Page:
In my last postings I introduced you to William Harrison – the Fenland Poet. William was born at Pymore near Ely in the Cambridgeshire Fenlands in late November 1794, and died on Saturday January 19th 1872. My aim is to tell his whole story later this year – hopefully in an eBook or similar. However, in this blog over the next few weeks I’ll be posting many of William’s pieces of poetry – usually on a Wednesday evening.
This first one is called The Clod’s Complaint which William wrote in 1814. The background to the poem is the cessation of the war with Napoleon and the resultant re-opening of overseas trade – which meant that local farmers no longer controlled the market.
The Clod’s Complaint
Come, all my brethren of the plough, here’s woeful news from London;
We all shall surely rue it now for Bonaparte is undone.
If peace is made, ’twill spoil our trade and work our overthrowing,
Corn sells so low, you all well know, it will not pay for growing.
Now we may pay a long adieu to bottles, bowls and glasses;
To gigs and hounds and horses too; we now must ride on asses.
But what is worse, to quench our thirst we shall have nought but water,
We’d wine and ale when wheat had sale at seven pounds per quarter.
If long our rent remain unpaid our landlords will be seizing,
And duns of every rank and trade importunately teazing.
While we away are hauled, the prey to bailliffe and to jailers,
No friend is found who, for five pound, will foreward come to bail us.
Our children have such prudish tricks to heighten our disasters;
What once were country Nans and Dicks are mis’ses now and masters.
But they must all to dunghill fall, where we had our beginning;
Pawnbroker’s shops will strip their fops and they must go to spinning.
But hard and wretched is our fate; our glory is departed;
Our pride and wealth is gone of late, and left us broken hearted.
Ambition’s dreams and Fancy’s schemes are tumbled all to pieces;
Gold projects in the dust must sleep till price of corn increases.
Hear Ceres, patron of the plough, our solemn invocations;
And those who seak our overthrow, confound their machinations.
The French and Dutch will hurt us much by sending corn to Britain
O, grant their corn with blight or rain or mildew may be smitten.
When crossing o’er the raging seas .. our continental neighbours,
O, father Neptune! thou might with ease bring nought to all their labours
Bid torrents sweep the roaring deep and put thy waves in motion;
Then dash themselves on rocks and shelves and sink them in the ocean.
When war thoughout all Europe reigned, we farmers lived in clover,
But now the friendly fiend is chained, our golden age is over.
When Peace first came, a meagre dame, the cry was ‘Peace brings plenty!’
But if she did, the good was hid from nineteen out of twenty.
O Mars! resume thy wonted way, the flames of war rekindle,
Beneath thy pestilential sway the olive branches dwindle.
And Discord, pray, without delay, the seeds of strife be sowing,
That we might get some good by it, and corn may pay for growing.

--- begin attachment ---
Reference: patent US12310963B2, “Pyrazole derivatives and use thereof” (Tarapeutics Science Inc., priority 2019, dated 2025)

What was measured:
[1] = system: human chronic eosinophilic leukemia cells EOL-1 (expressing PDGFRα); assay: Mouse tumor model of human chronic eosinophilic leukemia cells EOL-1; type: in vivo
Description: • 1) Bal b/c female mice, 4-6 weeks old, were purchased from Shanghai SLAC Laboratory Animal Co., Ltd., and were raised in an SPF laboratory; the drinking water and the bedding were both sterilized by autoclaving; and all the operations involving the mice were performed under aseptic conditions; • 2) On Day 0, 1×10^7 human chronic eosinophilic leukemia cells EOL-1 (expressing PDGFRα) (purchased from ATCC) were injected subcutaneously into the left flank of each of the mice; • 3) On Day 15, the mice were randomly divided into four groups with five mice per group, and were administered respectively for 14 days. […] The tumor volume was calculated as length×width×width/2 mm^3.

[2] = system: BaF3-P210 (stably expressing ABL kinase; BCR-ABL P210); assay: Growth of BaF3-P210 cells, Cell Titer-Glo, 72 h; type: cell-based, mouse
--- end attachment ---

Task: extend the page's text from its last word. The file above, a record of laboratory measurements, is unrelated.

Give hard Oppression’s iron heart a feeling of reflection,
And send another Bonaparte to keep her in subjection.
While he had reign we throve amain; but when his wreaths did wither,
He in his fall involved us all; we rose and fell together.
Our rents and taxes must decrease, and parsons show compassion
Or soon the infant rule of Peace must have its termination.
For peace and ease… our bread and cheese… we do not like to barter
More cause by half to cry than laugh, had we at war’s departure.
Our statesmen every sinew strain (old Nick reward their labours)
From Africa to wrest the chain, and bind it on their neighbours;
But as they roam so far from home for Afric’s manumission,
First let them free such slaves as we from this forlorn condition.
We’re doomed a load of tax to bear, our rights are torn asunder,
And we are bound by laws severe to keep us at an under.
This freedom all we’re taught to call a vague and foolish notion;
But who’er kicks against the pricks, the gallows is his portion.
Till times do for the better change we must keep ‘under hatches’,
Obliged for bread the world to range with ballads and with matches.
But grant, O Fate, ‘ere ’tis too late, when men have had a blowing,
War may revive, that we may thrive, and corn may pay for growing.
Nota Bene Perhaps it may be necessary to apologize for some of the expressions in the foregoing lines such as the desire for the destruction of foreigners, the renewal of war, the return of Bonaparte etc. I think it right to declare they were never my sentiments having always been a friend and lover of lover of peace, both public and domestic; but I have remarked some who were loudest in their prayer for peace and who no sooner blessed with their expectations (so capricious is human nature) they immediately wished for renewal of war, as if it were the only source of prosperity, which was, in fact, the cause of our present distress. I think after what has been said it is almost needless to add that poor ‘Clod’ represents such persons, though time and experience have proved that his apprehensions were all too well founded.